The Journal of Quality Research in Dementia, Issue 4 (lay summary)
Training for staff can reduce use of sedatives in care homes
Department of Psychiatry, University of Oxford, Warneford Hospital, Oxford OX3 7JX, UK Telephone +(0)1865 226 391; Email email@example.com
Study shows that improving understanding of dementia is key to reducing the use of un‑licensed sedatives in care homes.
Behavioural symptoms, such as aggression and irritability, are very common in dementia. Those affected are often treated with major tranquillisers, even though there is little evidence that these drugs are helpful. In a study based in nursing homes, researchers have shown that a person-centred approach is a viable alternative to medication in treating behavioural problems.
People with dementia can sometimes behave in ways that might be considered challenging or disruptive. On average more than half of people with dementia develop some behavioural symptoms such as anxiety, restlessness or behaviour that can be seen as aggressive.
We know that around 40 per cent of people with dementia in care homes are prescribed powerful tranquillisers known as neuroleptics to help calm their mental or physical agitation. These drugs have not been proved to work well for people with dementia and so are not technically licensed to treat it. Neuroleptics can have many side effects including hampering balance and mobility and increasing confusion.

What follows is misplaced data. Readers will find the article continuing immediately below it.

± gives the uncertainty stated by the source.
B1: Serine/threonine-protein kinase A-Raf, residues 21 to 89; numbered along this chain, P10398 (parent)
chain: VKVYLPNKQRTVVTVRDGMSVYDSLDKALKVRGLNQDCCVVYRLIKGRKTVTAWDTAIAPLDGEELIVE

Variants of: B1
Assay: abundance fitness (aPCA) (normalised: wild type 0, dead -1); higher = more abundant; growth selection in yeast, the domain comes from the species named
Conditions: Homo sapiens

Testing an alternative
A research project was designed to test whether it is possible to safely manage the behavioural symptoms of people with severe dementia by improving the skills and practice of staff and in turn whether this new approach could reduce the number of people with dementia being treated with neuroleptics. The technical term for the style of trial chosen is a cluster randomised controlled trial. The research team chose to work with people with Alzheimer's disease who were resident in 12 different homes, four in Newcastle, four in Oxford and four in London. At least 25% of the residents in the homes had dementia and were taking neuroleptic drugs to treat their behavioural symptoms.